Hi, I speak Hindi but I have never worked as a translator so I might not make the best translation choice. To me, both translations sound bookish and not something I would use in conversation. Depending on the context, there could be various ways to say this.

one alternative which sounds natural to me is:

हिम्मत, मेरे प्रिय! (which is literally "courage, my dear" or "courage, my love" but is totally something someone can say to someone else. People don't call someone else "dil" in usual conversation unless they are singing a bollywood song and want to be extra poetic)

हिम्मत, मेरे दिल! (which transliterates to "courage, my heart" but sounds more natural than saying the next option).

हिम्मत, प्यारे दिल! (which transliterates to courage, dear heart, but sounds slightly less natural than the first one).
or even

Different translations would depend on context. "sahas" or साहस is a word with Sanskrit root, while "हिम्मत" is a word with Urdu origins. In many parts of India, depending on the context and their own background, people use Sanskrit or Urdu origin words.

Using "साहस" sounds better with "प्रिय" as both have similar Sanskrit roots. "प्यारे" is more colloquial in its usage.

If I had to choose between two translations, I would go with translation 2.
posted by TheLittlePrince at 12:59 PM on June 16, 2015 [1 favorite]


I just realized that "प्रिय" is a Sanskrit root word and doesn't flow with "हिम्मत". So, a better option seems "हिम्मत मेरे दोस्त!" which is " have courage my friend!".

If the "dear heart" is being used for a lover or a romantic relationship, it would need something more intimate than "friend" ... such as हमदम (hamdam), प्यार (pyar), जान (jaan) etc.
posted by TheLittlePrince at 1:09 PM on June 16, 2015 [1 favorite]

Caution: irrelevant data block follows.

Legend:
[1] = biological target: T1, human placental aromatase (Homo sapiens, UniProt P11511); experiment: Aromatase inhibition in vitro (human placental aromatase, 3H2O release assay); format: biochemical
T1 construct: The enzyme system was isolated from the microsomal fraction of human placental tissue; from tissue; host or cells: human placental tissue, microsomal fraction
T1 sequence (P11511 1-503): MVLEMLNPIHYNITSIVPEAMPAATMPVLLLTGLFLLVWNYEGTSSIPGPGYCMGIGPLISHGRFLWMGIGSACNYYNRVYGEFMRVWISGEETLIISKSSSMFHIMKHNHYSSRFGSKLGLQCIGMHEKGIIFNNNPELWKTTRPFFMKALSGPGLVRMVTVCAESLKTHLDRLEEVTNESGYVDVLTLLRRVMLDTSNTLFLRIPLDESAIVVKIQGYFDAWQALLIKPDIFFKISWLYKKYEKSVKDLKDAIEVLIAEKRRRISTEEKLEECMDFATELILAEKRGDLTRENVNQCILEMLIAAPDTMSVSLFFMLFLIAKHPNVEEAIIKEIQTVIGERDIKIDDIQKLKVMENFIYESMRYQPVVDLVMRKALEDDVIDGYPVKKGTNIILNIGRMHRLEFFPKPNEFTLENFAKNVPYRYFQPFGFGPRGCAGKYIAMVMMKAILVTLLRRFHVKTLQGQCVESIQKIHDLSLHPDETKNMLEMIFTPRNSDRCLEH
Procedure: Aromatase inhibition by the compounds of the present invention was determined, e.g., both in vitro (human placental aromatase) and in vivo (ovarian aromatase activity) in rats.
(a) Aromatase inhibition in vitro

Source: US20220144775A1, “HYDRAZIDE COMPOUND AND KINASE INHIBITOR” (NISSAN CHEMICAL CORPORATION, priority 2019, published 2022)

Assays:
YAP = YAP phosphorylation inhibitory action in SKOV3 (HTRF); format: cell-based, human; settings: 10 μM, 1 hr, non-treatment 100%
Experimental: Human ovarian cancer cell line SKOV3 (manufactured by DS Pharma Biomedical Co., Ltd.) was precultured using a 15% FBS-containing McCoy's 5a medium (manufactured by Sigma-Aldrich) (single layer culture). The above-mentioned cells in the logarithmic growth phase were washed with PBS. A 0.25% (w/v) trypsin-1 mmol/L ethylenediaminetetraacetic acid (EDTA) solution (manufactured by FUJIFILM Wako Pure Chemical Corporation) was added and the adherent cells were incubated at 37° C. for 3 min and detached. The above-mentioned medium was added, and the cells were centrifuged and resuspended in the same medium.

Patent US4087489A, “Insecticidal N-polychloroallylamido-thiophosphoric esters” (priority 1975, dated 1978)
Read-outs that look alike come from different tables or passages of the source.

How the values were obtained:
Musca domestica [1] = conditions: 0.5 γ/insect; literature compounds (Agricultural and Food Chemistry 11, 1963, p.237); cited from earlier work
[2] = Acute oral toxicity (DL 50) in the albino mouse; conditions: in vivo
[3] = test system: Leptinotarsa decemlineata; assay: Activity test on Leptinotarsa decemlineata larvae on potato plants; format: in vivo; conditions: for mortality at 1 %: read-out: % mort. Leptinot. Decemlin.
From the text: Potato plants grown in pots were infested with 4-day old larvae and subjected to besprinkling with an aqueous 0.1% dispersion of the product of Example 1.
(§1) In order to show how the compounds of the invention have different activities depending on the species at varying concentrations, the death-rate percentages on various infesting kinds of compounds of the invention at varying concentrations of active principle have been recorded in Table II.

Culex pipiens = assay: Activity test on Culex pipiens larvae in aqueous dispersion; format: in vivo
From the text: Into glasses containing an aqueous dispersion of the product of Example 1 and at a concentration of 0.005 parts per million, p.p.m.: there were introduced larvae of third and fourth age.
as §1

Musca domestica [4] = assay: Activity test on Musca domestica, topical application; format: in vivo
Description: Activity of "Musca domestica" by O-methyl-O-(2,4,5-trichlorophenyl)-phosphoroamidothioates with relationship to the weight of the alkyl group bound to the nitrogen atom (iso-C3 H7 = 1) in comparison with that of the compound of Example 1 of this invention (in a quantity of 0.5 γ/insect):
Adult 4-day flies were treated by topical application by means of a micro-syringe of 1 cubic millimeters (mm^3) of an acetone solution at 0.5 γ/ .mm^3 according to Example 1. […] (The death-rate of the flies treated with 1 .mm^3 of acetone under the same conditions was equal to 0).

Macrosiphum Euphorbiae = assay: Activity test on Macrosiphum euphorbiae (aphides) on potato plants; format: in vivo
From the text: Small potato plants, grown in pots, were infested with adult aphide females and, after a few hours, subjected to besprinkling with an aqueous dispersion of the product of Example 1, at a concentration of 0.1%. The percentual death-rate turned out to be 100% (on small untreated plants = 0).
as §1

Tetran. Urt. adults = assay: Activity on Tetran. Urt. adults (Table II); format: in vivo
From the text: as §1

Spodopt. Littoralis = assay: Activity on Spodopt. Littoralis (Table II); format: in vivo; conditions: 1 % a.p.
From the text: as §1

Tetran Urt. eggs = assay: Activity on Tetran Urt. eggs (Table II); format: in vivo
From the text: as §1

I just read the context of the quote in the book. :) should have done that earlier I think.

I dont think Aslan would use "dil" to talk to Lucy. "dil" has romantic connotations in hindi. I think "dear heart" would be changed to "मेरे दोस्त" (my friend) or "मेरी बच्ची" (my child) or "प्यारे दोस्त" (dear friend).
posted by TheLittlePrince at 1:25 PM on June 16, 2015 [1 favorite]


I am sitting next to a Hindu speaker, and she thinks "Himmat rakho, priya" but that it might sound a little old fashioned or patronising, but that sounds about right for that phrase, as said by Aslan to a child.
posted by Elysum at 2:42 PM on June 16, 2015 [1 favorite]


Wow! Thank you, everyone!!

It never occurred to me that the translation would be different depending on whether you were speaking to a child, friend, partner, etc (though it should have... now I'm annoyed with myself). In the case of Aslan to Lucy, speaking as if to a child would be perfectly appropriate! But I suppose I should be more specific about what purpose I'm asking for, so it's clear - sorry I didn't before, I didn't realize!
This phrase (in English) is my best friend's favourite thing to say to me to reassure me. So while I'm asking for a piece of art I'm planning for myself, the context would be a close male friend saying this phrase to me (female). We were traveling together in India the first time he said it - hence the translation. What I'm going for, therefore, is adult male to adult female, not romantic, but a very close friendship; in English, I'd say that "dearest," "my love", etc would be more appropriate than "my friend" to describe the depth of the relationship, as these can be said with completely non-romantic connotations - at least in my world, though I'm sure some might think it odd! Hopefully that makes sense!
Thanks so much again, everyone! I really appreciate it!
posted by anoncanuck at 4:05 PM on June 16, 2015


"Dear friend" might work, too.... Hmm. Very interested to see what he book says when it arrives!